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  • noun

Synonyms for cowry

any of numerous tropical marine gastropods of the genus Cypraea having highly polished usually brightly marked shells

References in periodicals archive ?
Cowrie shells are attached to the ends of strings and tied in clusters around the middle of each string, forming a raised band of shells across the centre of the arrangement.
He showed us a big glass case with Buffalo Bill's white horse with saddle and harness - yes, decorated with cowrie shells.
From the viewing gallery--an easy climb of not more than 15 minutes--the mounds looked like cowrie shells scattered across a moss green carpet.
com 3 In malen b's Classics group, cowrie shells provide the basic shape for one of the new patterns.
Whether American or Somali, Christian or Islamic, male or female, black or white, we are all worth the same sum of camels, the same weight of cowrie shells.
I got much the same reaction as if I had offered to settle the bill in cowrie shells, so I considerately asked if they would like me to hand it over in advance, so that it would clear before I collected the car.
Presenter Martin recommends timing your rock pooling with low tide "because then you can find really exotic things you wouldn't normally see, like cowrie shells, pipe fish and big starfish".
It included a cow-skin stole, decorated by Maasai women with cowrie shells, much loved of the Maasai, though their significance is unclear.
There are glossy photography books, spice chests and chess sets, an old colonial writing desk, a Congolese King's safe bejewelled with cowrie shells (a bell is hidden inside, exposing the thief if moved) and antiques rescued from a now demolished palace in Zanzibar.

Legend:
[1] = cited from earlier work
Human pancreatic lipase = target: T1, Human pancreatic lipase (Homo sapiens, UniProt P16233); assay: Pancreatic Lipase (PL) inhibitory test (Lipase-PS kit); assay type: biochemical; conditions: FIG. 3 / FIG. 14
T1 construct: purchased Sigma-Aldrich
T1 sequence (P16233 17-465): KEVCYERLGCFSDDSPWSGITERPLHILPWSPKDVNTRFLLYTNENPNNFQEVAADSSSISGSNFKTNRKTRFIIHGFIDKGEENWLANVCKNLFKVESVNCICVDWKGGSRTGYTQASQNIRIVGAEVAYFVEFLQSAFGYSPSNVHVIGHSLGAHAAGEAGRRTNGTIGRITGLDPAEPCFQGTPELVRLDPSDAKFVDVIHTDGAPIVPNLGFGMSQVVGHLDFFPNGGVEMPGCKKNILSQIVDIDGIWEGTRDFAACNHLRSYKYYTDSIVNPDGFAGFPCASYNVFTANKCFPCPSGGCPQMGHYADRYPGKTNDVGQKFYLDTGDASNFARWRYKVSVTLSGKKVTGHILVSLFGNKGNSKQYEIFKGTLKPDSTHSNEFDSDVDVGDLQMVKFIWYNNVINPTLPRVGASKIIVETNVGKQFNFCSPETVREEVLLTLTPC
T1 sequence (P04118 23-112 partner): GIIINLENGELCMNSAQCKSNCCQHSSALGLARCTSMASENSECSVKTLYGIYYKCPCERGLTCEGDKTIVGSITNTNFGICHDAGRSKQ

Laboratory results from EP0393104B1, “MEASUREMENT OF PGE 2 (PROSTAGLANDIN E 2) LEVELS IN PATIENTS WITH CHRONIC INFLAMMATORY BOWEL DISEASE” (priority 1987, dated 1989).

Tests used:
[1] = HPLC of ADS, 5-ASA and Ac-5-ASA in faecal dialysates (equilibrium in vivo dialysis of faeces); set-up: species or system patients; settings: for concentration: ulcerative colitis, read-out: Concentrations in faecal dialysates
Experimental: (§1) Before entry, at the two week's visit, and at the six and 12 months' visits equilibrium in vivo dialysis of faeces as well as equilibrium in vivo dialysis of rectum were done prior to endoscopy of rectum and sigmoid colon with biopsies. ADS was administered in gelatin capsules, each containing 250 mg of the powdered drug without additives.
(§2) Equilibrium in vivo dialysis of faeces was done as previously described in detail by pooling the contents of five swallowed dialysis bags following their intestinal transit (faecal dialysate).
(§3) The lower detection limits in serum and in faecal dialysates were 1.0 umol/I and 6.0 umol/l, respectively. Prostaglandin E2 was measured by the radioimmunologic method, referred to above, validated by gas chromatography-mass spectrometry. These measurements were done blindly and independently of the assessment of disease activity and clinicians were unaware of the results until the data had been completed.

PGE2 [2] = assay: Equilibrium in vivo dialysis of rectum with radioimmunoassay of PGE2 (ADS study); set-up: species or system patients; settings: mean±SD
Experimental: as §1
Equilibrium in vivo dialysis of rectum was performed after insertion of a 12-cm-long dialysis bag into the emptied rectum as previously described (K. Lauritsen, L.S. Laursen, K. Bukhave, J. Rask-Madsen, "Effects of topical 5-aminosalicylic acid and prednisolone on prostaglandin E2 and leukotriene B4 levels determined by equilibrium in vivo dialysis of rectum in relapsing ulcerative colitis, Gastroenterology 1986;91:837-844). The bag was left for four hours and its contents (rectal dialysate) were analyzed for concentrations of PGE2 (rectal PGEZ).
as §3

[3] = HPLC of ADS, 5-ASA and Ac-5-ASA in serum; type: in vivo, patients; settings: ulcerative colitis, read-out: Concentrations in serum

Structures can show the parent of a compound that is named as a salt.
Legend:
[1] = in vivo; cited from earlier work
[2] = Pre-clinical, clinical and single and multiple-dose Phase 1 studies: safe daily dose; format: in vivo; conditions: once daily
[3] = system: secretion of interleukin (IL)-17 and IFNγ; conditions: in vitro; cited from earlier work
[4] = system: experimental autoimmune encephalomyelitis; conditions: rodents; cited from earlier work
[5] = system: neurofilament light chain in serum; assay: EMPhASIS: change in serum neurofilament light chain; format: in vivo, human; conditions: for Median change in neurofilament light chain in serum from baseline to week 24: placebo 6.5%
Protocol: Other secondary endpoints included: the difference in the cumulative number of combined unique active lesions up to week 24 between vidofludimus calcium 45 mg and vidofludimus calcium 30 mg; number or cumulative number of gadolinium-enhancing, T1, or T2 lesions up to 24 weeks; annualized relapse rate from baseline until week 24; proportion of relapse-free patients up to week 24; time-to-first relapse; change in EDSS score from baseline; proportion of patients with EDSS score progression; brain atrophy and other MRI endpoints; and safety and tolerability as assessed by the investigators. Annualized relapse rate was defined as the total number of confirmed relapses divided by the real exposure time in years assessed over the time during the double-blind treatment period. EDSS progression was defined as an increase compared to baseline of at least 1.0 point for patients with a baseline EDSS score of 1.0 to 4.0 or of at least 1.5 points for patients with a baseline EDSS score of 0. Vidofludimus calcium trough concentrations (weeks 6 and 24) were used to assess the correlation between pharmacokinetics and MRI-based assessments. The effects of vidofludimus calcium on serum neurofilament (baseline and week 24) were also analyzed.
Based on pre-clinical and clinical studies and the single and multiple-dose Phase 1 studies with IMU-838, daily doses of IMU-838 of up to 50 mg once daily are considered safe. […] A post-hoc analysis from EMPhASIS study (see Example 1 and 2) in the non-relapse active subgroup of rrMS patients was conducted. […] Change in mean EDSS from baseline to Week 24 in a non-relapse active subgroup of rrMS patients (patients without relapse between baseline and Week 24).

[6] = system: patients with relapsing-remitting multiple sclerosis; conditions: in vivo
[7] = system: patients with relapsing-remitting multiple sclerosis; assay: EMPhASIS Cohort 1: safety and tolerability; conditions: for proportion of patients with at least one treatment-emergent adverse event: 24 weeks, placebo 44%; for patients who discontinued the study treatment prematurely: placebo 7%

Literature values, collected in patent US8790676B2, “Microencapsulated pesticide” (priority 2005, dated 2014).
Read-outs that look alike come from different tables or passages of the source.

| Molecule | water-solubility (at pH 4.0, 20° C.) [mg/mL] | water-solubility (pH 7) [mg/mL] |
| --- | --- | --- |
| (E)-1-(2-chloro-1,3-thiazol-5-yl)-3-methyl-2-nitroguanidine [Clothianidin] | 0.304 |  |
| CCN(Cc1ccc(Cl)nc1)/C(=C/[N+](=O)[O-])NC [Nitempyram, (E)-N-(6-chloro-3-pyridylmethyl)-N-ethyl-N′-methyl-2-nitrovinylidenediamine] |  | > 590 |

And at the Barbados Museum and Historical Society, 11 panels hanging in a back room tell the 400-year history of the slave trade, from the cost in cowrie shells for a slave to the horrific Middle Passage that one in four people didn't survive, to the proud militants such as Barbados' Bussa whose rebellions helped end slavery.
Illustrations range from cowrie shells used in trade to the legal tender of countries in regions from Western Europe to Australia.
A later aspect of this economy was the introduction of cowrie shells as a currency in trade for human beings.
To see the river' was unacceptable so he was despatched with a bag of 5,000 cowrie shells (the local currency), enough to keep him alive for about seven weeks.
As in past such crises, one might expect a shift from currencies into gold, land, jewelry, cowrie shells, and other such assets.
Democratic Republic of Congo, Vili-Kongo, Male Figure (Nkisi Nkondi), early/mid-19th century, Wood, metal, glass, fabric, fibers, cowrie shells, bones, leather, gourds, and feathers, 28 1/3" (72 cm).